ENDA, Cruz/Cornyn and the Wrong Side of History
Yesterday, the Senate, in a rare show of bi-partisanship, passed ENDA (Employment Non-Discrimination Act) 64-32. The bill would ban anti-gay discrimination in the workplace. This highlights that a civil rights struggle we have all been watching slowly but surely come to an end.
No shocker from Ted Cruz.
Of course, not everyone feels that way. Texas's two senators, Ted Cruz and John Cornyn, voted against the bill, putting the Texas contingent on the wrong side of history. So it might be instructive for Cruz and Cornyn to look back at history and see how other politicians, intellectuals and opinion leaders, who voiced their opinion on important issues . . . and came out on the wrong side of history.
1. "Segregation now, segregation tomorrow, segregation forever." Alabama Governor George Wallace (1963)
Note the rhetoric. Compare it to what comes out of Cruz's mouth.
2. "They had for more than a century before been regarded as beings of an inferior order and altogether unfit to associate with the white race, either in social or political relations; and so far inferior that they had no rights which the white man was bound to respect; and that the Negro might justly and lawfully be reduced to slavery for his benefit." Chief Justice Roger Taney, Dred Scott v. Sandford (1857).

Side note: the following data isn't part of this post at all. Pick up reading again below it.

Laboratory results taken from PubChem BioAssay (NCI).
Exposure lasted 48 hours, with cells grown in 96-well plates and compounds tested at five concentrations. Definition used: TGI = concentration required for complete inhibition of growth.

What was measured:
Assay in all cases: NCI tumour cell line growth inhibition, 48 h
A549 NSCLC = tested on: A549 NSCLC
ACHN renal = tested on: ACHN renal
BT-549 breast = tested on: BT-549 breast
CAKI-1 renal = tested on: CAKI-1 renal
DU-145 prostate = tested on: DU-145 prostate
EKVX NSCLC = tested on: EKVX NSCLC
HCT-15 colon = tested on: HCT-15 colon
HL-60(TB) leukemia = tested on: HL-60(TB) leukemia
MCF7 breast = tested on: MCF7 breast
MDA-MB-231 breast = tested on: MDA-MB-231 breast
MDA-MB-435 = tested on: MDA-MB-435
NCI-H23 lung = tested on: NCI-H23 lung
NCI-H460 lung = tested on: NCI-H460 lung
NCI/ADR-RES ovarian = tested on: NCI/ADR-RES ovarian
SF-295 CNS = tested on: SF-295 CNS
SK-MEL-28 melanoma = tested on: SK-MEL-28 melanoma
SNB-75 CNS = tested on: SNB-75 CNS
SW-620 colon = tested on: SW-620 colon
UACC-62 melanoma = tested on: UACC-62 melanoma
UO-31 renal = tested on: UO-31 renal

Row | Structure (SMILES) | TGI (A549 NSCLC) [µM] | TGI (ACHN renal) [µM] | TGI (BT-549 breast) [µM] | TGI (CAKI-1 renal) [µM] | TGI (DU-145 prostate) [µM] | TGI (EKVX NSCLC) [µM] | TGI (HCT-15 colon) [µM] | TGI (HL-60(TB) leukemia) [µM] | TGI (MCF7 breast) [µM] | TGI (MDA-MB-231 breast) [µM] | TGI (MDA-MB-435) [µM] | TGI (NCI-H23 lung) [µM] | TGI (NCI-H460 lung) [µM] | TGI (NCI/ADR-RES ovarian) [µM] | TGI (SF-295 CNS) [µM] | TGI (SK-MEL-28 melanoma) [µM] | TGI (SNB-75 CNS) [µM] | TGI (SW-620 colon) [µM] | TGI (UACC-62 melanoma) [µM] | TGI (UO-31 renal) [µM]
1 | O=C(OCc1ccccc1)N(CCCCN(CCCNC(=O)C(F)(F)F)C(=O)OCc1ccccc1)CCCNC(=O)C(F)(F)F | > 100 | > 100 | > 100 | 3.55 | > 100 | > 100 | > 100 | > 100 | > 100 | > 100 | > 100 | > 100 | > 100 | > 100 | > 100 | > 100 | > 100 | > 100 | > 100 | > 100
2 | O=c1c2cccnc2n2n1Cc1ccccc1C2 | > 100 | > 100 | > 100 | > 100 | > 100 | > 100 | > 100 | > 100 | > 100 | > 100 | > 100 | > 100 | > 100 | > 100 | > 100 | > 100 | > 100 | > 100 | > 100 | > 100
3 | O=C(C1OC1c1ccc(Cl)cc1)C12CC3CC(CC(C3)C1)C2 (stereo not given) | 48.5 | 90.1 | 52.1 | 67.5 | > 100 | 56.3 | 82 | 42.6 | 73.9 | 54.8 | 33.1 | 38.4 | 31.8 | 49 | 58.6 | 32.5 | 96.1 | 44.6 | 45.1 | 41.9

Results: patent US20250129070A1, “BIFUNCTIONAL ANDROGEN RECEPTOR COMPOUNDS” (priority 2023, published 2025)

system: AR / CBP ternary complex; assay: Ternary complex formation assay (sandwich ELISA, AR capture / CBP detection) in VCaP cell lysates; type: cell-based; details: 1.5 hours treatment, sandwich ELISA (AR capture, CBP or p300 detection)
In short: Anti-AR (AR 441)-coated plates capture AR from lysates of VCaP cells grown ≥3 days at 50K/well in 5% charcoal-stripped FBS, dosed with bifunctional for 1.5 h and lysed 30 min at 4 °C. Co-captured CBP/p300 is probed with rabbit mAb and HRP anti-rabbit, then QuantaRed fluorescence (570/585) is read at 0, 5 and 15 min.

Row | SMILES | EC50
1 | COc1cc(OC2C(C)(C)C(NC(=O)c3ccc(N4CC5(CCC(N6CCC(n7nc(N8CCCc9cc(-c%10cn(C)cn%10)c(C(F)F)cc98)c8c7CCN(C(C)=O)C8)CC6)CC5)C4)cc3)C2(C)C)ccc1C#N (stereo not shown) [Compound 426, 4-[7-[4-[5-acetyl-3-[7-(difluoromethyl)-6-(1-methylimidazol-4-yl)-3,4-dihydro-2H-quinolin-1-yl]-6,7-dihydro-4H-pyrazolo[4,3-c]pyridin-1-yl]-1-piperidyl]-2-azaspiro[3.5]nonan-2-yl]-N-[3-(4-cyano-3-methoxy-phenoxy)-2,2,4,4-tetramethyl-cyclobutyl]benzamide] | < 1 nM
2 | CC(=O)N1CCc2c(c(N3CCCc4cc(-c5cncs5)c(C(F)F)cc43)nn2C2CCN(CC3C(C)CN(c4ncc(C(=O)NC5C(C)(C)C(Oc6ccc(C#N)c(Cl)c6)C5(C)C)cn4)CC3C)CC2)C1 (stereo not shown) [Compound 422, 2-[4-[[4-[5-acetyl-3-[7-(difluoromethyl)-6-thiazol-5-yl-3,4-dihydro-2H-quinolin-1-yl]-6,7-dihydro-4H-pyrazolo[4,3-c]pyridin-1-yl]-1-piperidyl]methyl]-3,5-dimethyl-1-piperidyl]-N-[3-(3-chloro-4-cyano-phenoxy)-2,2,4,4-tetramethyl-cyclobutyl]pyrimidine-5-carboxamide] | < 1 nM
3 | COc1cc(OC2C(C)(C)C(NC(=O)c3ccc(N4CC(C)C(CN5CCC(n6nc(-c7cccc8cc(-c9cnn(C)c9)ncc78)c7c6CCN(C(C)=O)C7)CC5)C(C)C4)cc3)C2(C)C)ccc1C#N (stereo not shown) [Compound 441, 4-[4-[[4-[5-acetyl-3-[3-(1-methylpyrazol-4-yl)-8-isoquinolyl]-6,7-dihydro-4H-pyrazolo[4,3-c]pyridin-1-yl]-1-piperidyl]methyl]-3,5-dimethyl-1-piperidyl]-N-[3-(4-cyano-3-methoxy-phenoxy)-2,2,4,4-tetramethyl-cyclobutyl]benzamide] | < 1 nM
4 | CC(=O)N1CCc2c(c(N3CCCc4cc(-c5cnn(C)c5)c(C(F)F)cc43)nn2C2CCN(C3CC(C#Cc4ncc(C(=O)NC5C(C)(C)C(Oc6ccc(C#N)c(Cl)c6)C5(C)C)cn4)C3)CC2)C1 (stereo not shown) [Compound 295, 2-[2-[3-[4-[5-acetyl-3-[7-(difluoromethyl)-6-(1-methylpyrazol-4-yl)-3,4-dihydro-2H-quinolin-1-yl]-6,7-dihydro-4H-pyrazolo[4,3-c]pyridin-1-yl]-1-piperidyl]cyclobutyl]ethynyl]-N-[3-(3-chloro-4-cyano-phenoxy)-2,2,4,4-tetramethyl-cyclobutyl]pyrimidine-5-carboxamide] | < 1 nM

3. "Never in the history of the world has any measure been brought here so insidiously designed as to prevent business recovery, to enslave workers and to prevent any possibility of the employers providing work for the people." Rep. John Taber (R-NY) (1935) talking about Social Security
4. "We must not allow ourselves to be deflected by the feminists who are anxious to force us to regard the two sexes as completely equal in position and worth." Sigmund Frued (1925).